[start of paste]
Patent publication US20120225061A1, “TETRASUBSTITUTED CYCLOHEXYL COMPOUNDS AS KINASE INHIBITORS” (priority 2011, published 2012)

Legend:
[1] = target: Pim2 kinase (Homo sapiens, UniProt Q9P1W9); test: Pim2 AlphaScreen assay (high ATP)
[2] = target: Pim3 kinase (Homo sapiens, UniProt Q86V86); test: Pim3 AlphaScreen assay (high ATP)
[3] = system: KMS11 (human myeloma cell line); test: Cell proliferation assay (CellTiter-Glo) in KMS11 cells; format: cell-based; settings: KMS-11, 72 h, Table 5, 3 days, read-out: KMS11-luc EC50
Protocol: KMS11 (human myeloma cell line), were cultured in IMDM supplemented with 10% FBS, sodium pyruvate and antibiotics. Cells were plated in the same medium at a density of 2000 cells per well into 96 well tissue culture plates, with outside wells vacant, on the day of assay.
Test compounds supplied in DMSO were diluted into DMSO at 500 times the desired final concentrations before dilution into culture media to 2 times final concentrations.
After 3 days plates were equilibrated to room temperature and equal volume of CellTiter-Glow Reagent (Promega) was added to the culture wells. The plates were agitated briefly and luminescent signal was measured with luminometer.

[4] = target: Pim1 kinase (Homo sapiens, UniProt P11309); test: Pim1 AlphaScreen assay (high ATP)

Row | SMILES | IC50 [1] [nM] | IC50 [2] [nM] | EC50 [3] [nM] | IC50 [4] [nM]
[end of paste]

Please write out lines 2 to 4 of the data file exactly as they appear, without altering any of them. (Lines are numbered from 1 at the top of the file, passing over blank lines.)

Legend:
[1] = target: Pim2 kinase (Homo sapiens, UniProt Q9P1W9); test: Pim2 AlphaScreen assay (high ATP)
[2] = target: Pim3 kinase (Homo sapiens, UniProt Q86V86); test: Pim3 AlphaScreen assay (high ATP)